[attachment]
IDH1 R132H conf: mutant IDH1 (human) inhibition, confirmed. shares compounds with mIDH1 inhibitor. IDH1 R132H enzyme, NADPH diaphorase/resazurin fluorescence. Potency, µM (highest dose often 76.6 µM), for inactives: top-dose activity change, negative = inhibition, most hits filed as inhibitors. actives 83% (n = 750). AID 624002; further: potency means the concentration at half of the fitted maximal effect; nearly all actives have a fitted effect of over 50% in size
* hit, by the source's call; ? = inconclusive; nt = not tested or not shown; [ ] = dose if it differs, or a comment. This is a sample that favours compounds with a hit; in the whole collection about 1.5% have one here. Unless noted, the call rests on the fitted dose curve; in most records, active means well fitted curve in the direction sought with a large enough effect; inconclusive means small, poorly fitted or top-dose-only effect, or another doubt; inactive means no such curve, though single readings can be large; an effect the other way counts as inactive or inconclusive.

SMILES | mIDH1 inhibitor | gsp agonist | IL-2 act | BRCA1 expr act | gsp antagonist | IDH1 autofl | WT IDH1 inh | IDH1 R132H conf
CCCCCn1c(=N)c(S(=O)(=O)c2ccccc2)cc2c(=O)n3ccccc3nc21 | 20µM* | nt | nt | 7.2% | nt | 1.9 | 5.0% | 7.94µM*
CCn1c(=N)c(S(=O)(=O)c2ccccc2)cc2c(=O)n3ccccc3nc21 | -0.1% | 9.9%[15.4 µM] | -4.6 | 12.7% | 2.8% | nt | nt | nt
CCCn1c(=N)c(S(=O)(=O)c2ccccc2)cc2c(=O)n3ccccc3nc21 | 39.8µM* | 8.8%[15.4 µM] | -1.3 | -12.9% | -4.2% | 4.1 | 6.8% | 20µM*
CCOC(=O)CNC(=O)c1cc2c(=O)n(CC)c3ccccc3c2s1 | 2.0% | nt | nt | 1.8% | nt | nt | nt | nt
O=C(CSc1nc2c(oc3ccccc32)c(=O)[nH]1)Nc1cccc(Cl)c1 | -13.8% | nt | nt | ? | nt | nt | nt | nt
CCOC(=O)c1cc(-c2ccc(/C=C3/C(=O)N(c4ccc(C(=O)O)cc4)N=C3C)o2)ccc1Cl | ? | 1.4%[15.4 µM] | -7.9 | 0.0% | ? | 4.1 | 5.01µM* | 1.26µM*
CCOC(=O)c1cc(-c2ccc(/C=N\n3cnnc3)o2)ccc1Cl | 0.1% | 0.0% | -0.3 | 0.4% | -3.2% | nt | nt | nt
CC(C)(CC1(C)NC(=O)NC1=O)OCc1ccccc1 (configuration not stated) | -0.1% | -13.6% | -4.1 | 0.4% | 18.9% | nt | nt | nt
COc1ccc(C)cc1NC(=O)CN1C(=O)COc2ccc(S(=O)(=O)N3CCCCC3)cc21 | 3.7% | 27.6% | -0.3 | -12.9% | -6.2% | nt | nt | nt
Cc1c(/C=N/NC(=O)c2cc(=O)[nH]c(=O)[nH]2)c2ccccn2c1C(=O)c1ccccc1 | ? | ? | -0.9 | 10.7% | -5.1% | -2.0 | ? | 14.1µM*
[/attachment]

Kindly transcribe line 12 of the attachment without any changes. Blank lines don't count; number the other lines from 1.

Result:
COc1ccc(C)cc1NC(=O)CN1C(=O)COc2ccc(S(=O)(=O)N3CCCCC3)cc21 | 3.7% | 27.6% | -0.3 | -12.9% | -6.2% | nt | nt | nt